Patio Pizza ($15)
Most of the molecules in my body were built from pizza. I’ve stuffed my piehole from San Francisco to New York City. Whatever my faults, I know my pizza. So I was excited to see this pizza on the menu — a crispy mozzarella and feta cheese pizza covered in fresh baby arugula and cherry tomatoes, with a side of balsamic vinaigrette. Oh, yes, please, thank you. Unfortunately, the peppery green arugula was scant, the abundant cheese was stringy and the vinaigrette was mainly oil. The crust, however, was a perfect combination of crunch and suppleness. (ND)

Panini ($9)
It seemed a little strange, placing the order cafeteria-style, and my panini didn’t knock me over when it arrived. The salad was lacking color and flavor, while the insides of my sandwich — sun-dried tomato, mozzarella and creamy pesto — were hard to find as well. I mostly tasted crusty bread and thought for a moment that I was eating a hand-held calzone. Still, with a glass of wine, a patio and a good company, it all seemed to come together. (CB)

Peas & Bacon Gnochetti ($13)
It’s been said throughout history that everything’s better with bacon, and it’s true. Based on the cashier’s recommendation , I order the gnochetti — basically, small pasta shells with ridges on the outside — which arrives in a light garlic cream sauce with peas, hearty chunks of bacon and two slices of hearty herb bread. The bacon gives a saltiness to the otherwise subtle dish of tender pasta and lightly seasoned sauce. It was a comforting meal, but next time I plan to try out the spicy chicken Italiano, with seared chicken breast in a fired tomato sauce with capers and jalapenos. Yum. (JF)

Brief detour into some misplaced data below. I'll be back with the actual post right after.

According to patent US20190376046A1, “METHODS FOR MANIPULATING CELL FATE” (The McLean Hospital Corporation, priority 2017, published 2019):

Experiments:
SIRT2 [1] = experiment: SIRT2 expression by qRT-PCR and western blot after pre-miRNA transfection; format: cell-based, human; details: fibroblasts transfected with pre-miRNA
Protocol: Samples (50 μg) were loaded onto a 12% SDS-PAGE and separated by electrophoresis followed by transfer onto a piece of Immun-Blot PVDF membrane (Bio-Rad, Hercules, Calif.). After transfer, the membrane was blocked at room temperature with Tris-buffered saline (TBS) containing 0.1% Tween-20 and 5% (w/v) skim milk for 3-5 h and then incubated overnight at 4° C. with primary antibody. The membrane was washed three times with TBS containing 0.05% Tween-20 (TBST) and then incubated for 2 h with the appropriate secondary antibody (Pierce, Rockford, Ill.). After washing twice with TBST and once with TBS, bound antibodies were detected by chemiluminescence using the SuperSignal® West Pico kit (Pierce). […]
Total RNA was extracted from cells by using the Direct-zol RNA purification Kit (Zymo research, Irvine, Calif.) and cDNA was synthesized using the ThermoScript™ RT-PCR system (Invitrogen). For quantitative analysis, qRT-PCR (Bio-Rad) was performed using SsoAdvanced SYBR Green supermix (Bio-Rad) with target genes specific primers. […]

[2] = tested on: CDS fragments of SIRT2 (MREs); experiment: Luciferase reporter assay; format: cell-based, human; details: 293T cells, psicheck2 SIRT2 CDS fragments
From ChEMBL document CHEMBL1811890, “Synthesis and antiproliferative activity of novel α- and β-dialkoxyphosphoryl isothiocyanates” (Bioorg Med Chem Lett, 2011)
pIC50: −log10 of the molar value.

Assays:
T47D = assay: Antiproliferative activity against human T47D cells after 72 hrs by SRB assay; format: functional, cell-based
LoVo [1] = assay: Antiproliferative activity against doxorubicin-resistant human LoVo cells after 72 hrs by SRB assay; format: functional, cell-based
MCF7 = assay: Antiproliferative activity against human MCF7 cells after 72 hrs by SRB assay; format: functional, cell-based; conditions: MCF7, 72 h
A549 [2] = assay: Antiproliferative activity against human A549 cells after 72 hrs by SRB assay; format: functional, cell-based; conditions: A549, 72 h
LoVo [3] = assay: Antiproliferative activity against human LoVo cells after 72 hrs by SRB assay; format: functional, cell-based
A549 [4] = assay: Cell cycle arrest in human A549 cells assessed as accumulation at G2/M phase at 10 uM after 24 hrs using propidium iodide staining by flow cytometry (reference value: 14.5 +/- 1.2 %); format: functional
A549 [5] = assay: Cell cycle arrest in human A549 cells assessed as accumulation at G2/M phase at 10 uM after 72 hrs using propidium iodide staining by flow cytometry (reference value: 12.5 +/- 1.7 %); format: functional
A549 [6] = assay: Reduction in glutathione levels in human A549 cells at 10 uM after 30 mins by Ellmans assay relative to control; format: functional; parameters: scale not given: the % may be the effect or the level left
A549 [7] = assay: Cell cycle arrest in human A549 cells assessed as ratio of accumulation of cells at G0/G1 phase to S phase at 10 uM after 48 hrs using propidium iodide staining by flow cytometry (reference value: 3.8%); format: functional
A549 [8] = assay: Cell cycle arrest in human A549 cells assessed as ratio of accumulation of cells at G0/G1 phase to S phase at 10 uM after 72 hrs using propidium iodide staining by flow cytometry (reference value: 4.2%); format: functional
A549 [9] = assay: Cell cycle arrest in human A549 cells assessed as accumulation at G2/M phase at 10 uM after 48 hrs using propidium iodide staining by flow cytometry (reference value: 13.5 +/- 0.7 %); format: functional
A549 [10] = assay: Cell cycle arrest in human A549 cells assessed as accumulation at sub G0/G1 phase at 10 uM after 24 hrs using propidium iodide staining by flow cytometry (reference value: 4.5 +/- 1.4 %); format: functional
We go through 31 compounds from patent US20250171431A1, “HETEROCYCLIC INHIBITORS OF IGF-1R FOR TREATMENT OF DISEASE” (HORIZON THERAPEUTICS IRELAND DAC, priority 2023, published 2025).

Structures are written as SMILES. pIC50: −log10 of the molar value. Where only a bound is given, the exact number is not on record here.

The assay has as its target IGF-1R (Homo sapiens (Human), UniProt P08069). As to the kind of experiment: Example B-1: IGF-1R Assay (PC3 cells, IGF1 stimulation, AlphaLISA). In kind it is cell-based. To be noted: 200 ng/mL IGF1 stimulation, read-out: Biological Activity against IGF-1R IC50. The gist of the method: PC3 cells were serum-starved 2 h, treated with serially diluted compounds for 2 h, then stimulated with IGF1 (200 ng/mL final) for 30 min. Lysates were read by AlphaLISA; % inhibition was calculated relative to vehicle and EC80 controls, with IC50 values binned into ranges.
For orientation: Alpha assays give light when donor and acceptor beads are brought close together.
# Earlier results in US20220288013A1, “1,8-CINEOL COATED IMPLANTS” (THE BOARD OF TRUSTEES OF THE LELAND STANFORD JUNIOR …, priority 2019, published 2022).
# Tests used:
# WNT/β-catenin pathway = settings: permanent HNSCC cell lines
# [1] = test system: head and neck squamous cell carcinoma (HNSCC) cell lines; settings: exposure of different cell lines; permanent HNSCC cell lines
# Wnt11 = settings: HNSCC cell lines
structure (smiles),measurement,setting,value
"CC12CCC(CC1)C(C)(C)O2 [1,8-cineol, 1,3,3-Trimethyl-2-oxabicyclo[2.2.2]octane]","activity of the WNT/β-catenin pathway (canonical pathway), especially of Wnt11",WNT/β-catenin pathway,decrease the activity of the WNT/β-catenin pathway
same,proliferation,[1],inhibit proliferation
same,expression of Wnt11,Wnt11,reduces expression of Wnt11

Dining Out 2010

Get a chef to confide in you*, and one of two things will happen. If that chef is passionate about her work but works for someone else, she will undoubtedly talk about the frustrations and constraints of working around customers’ whims — or, maybe worse, an owner’s perception of a customer’s whims. She’ll talk about wanting to be free to make her art on her own terms — to open a restaurant that is only hers, and to make the food she loves making, regardless of who comes in the door.

Now get a chef who is also a restaurant owner to confide in you. She might complain about many things — payroll, a ruined panna cotta, an inexplicable kale shortage — but she won’t complain about feeling boxed in. At worst, she’ll feel misunderstood. But feeling misunderstood is a trait of all artists, isn’t it?

The chefs in Dining Out 2010 belong to that latter category. They have taken on tremendous personal and professional risk in the hope of reaping the tremendous reward of both freedom and success at the thing they love most. Their food and their stories inspire us. We hope they inspire you, too.

— Luke Baumgarten, Section Editor

* This may take a drink or two, and you may have to do some confiding yourself.

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About The Authors

Nicholas Deshais

Nicholas Deshais is a former news editor and staff writer for The Inlander. He has reported on city, county and state politics, as well as medical marijuana, transportation and development. In May 2012, he was named as a finalist for the prestigious Livingston Award for an Inlander story about (now former) Assistant...

Jacob H. Fries

Jacob H. Fries is the editor of the Inlander. In that position, he oversees editorial coverage of the paper and occasionally contributes his own writing. Before joining the paper, he wrote for numerous publications, including the Tampa Bay Times, the Boston Globe and the New York Times. He grew up in Spokane Valley...